Chris: Not really, and that's part of the problem. The confidence is there that wide receiver Corey Coleman will be a good player, but he only recently came back from his broken hand, and he came back to an offense that was really struggling with other issues (no running game any more, pass protection issues, quarterbacks not confident). Running back Duke Johnson, who is in his second year, is a very good receiving back, which is a bit of a niche role. Left guard Joel Bitonio is on injured reserve, but he's a Pro Bowl-caliber player who is in his third year. On defense, inside linebacker Christian Kirksey has shown some nice growth each season he's been in the league since 2014. This is his first year as a full-time starter, and he's responded by being the league-leader in tackles. The upside with Kirksey is that year-to-year growth, but the downside is that I still see him as a bit of an average player. He does his job well enough, but doesn't make the type of impact plays that makes me think he could ever be a Pro Bowl or All-Pro type of player.
Ed: If you could pick one player from the Giants NOT NAMED ODELL BECKHAM JR. and put him in the Browns' starting lineup who would it be? Why?
Chris: Without question, I would pick Landon Collins. The Browns gutted their safety position this offseason by not re-signing Tashaun Gipson and by cutting Donte Whitner. Their third safety from a year ago, who became a starter this year, has been on injured reserve for awhile. Cleveland made no real effort to address the position in the offseason, which basically left them with unproven mid-round draft picks or undrafted free agents at the position. The results were not pleasant. For the majority of games this season, I've believed that the safety play has been so bad that it's the single reason the Browns' defense has struggled as much as it has. They can't cover tight ends, don't offer the correct help or are ten steps behind on long passes, miss tackles, and are just out of position in general. The Browns have gone back-and-forth with four different safeties in recent weeks, and over the past two weeks, one of the guys, Ed Reynolds, has at least shown a shred of stability. If you insert Collins into the defense, though, so many things can change (for the better) with his play-making ability.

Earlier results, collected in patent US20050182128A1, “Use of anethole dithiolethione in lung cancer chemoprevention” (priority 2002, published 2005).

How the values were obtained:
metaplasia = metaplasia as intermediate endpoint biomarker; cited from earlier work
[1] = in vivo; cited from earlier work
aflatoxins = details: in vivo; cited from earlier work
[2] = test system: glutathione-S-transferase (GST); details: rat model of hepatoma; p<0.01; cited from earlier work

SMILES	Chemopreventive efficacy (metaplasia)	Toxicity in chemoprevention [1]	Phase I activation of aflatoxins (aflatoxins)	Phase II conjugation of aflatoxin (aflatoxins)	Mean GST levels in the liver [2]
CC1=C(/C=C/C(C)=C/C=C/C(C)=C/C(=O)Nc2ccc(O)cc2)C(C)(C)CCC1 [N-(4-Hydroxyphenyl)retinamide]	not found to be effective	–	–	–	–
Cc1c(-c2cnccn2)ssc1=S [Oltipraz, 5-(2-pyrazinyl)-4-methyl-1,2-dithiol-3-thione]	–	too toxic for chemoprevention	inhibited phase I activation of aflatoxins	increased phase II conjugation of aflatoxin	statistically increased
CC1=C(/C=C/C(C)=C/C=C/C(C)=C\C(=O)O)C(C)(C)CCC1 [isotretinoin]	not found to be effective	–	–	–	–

Ed: We have seen some Browns' fans actually rooting for 0-16 and planning a commemorative parade if that happens. I don't care how bad any team I have ever cared about has been, I can't stomach fans rooting for their team to lose. What's the feeling at DBN and where do you stand on the whole "lose games/get a higher draft pick" thing?
Chris: The parade idea is stupid, but I also think that it's a bit tongue in cheek. With respect to 0-16, I've never rooted for tanking, and I still won't call for the Browns to lose. However, every week, I write a post that discusses the benefits of the Browns losing for draft position purposes. We've already been spoiled with a Cavs Championship this year, so a winless Browns season isn't going to hurt this city's pride as much as it would have without that. Do we really want to see the 49ers picking No. 1 overall instead because Cleveland pulled off one meaningless win in a dreadful season? That would be way more painful actually finishing 0-16. We'd like the best of both worlds: for the 49ers to pick up another win or two soon, so that the Browns can get a win without us having to worry about how it impacts the draft. Either way, it's a position that I wouldn't wish on any other teams' fan base ... well, except the Steelers' or Ravens.